Some 928,000 18-24 year olds are unemployed – or one in five – and the number is rising. As young people find it harder to get a job, more are trying to get to university to improve their chances. Some 60,000 more students have applied to go to university this year compared to 2008. But unfortunately qualifications don’t provide immunity to the crisis. There are now a third fewer graduate jobs than a year ago. And each graduate job is in high demand, with an average of 45 people chasing each one. So the recession is forcing young people to radically change their plans for the future. The government had pledged to increase the number of university places – but as soon as the recession hit, it cut the number of places by 30,000 and reduced funding by £100 million. They need to stop bailing out capitalism and start paying attention to the people who are the future. I think we need to argue with young people about why they need to demonstrate at Labour’s conference in Brighton next month. 16 and 17 year olds don’t even get a vote. The only way we can make our voices heard is on the streets.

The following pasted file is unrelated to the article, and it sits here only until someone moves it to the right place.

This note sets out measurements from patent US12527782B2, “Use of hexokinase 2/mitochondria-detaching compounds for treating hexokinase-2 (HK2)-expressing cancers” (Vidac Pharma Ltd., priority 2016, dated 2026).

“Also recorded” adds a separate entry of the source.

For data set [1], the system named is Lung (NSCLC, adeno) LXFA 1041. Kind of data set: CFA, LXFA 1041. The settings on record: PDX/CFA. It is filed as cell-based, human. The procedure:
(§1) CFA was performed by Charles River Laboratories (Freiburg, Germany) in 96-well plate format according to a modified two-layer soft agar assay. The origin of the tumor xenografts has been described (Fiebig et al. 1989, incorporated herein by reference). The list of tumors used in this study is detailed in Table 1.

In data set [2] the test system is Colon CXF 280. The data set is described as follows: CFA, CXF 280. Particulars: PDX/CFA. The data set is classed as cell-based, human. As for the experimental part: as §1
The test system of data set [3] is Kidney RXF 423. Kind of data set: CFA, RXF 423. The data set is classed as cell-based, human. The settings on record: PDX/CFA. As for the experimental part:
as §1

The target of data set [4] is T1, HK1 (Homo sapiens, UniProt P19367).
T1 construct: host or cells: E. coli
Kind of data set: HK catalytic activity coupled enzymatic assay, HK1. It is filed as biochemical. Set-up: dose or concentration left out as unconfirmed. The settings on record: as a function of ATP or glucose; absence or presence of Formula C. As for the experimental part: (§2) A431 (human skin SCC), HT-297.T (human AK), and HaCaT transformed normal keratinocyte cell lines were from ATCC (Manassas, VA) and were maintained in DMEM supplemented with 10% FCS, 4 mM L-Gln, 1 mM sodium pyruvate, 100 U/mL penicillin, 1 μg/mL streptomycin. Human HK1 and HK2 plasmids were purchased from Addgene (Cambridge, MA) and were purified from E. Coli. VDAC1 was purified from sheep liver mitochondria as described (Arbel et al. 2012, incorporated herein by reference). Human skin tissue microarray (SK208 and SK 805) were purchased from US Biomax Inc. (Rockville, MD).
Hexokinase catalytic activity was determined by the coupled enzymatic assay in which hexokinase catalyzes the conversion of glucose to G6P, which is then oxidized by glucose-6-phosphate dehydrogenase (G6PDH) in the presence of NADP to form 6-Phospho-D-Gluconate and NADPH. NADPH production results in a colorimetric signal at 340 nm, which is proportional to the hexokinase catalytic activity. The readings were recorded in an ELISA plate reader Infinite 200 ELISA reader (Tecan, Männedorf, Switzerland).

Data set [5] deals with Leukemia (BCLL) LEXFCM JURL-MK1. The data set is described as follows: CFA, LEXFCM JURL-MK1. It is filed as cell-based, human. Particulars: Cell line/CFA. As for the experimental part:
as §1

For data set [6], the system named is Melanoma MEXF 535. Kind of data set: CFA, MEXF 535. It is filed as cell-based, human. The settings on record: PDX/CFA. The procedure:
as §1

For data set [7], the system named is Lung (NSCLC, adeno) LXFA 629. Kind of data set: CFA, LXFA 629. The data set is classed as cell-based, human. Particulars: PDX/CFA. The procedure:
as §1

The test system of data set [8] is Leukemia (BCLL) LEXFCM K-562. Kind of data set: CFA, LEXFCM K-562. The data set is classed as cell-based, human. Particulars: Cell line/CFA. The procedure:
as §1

The government has been putting a position, ably assisted by the mainstream media, that it had somehow got rid of the problem of unemployment. But in many areas unemployment never went away. For us, the recession means we are seeing a lot of new people who are seeking support, on top of the problems we were already dealing with. Many of these people are very angry. Benefits have been eroded to the point that, if Jobseekers’ Allowance had gone up in line with average wages rather than with below-inflation increases, it would now be worth around £110 a week rather than £60. This means that it is harder to survive when unemployed today than it was under Margaret Thatcher. Every month there are fewer jobs. Between February and April last year job vacancies fell by 51,000 – or more than 10 percent – on the previous three months. But the biggest falls in vacancies took place in the financial and business services, which were down 15.5 percent. Education, health and public administration, which were 6.1 percent down. Unemployment is up for those aged 50 and older. Those aged between 50 and retirement saw a rise in unemployment of 37,000 and those above retirement age a rise of 2,000 in the first three months of the year.